I recently became fascinated with the 2008 short There are Monsters by Jay Dahl. It took me a while to realize what it was that was so compelling about this movie; and, through repeated viewings it became unmistakably clear to me that the “monsters” that exist within the film are comprised simply of women. The unnamed male protagonist faces only one threat to his sexuality and that is the fertility of his wife and the possibility of reproduction.

The opening scene of the film approaches a house that lies beyond the woods. When we are first introduced to the character of the wife we see her performing a very domestic task – mixing batter in a bowl for an upcoming party. She is the dutiful wife who must arrange the perfect social gathering. Meanwhile, the husband sits in front of his computer looking at an article about “black holes” on the Internet. He not only seems mentally distant from his wife, but it becomes safe to assume that his fascination with “black holes” is a metaphor for a fear which he himself cannot face – the vagina. I admit that this does seem like a stretch, but the intrusion of a child on this family’s life would mean the end of couples’ parties and, probably sex. Less than a minute after we see what is on his computer screen (behind his iTunes window and safely in the back of his mind) the wife all-too-conveniently notices a little girl in their yard.

The wife, realizing she is missing ice-cream for the pie she is baking, asks her husband to pick up some for the party and we, the audience, watch the man drive away in his car as the aforementioned little girl watches him behind a fence. What we then hear on his car radio is a monologue about how something, we don’t know what exactly, is “almost like arriving on a desert island.” Quick – what do we naturally think of when we hear the words “desert island”? I think of sex. If I were stranded on a desert island and Donald Trump was the only man with me and the future of the human race depended on us, would I mate with him? You get the point. The focus is once again on human reproduction.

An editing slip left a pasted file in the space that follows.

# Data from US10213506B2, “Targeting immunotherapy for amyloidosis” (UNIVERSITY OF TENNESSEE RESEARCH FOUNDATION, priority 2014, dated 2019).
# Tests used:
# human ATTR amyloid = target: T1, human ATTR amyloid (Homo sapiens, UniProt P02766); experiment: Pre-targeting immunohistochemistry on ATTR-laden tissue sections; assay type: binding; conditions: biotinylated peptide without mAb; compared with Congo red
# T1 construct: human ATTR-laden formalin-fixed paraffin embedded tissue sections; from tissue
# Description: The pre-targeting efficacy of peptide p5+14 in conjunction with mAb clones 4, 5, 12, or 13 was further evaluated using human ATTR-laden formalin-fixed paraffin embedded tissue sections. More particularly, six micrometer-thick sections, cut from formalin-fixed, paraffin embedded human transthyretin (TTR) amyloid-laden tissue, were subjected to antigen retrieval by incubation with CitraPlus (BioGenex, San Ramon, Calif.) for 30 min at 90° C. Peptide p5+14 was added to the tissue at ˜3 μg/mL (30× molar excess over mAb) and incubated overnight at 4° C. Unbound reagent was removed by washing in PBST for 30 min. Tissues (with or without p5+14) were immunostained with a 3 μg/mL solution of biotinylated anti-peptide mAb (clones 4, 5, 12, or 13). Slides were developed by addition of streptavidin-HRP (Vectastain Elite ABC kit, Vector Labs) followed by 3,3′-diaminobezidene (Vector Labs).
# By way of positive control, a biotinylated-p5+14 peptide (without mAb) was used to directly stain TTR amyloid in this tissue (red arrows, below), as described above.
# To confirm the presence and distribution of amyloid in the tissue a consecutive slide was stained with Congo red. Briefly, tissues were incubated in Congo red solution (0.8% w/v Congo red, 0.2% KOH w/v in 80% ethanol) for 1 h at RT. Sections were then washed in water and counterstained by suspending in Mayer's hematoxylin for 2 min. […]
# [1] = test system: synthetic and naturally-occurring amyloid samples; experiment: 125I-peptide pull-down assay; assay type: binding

Just when we remember that the wife is now home alone with this “creepy” child, we revisit her and find the little girl on the porch outside the kitchen. Then, in what is literally a jump-out-of-your-chair moment the child quickly places her open mouth against the glass. It is a scary moment because it is not only sudden and grotesque, but it is disturbing in what the open mouth recalls as a symbol. Once again, we are back at the vagina and the threat of pregnancy. The little girl, who is not frightening on her own, is only scary in the context that she could enter the household. What is even more suspect is that the child so closely resembles the main female protagonist, that she could very easily be her biological daughter.

Switch back to the husband – when he arrives at the convenient store it takes a while for the female clerk to emerge. When she comes out from the back wiping her mouth, the husband seems to assume that she has eaten something, or even, someone. Call me crazy, but the first thing that came to my mind was that she had just performed oral sex on the shadow we see looming in the back. Either way, it is her too-big smile and the presence of blood on her fingers that confirms the husband’s suspicions that she is literally a man-eater.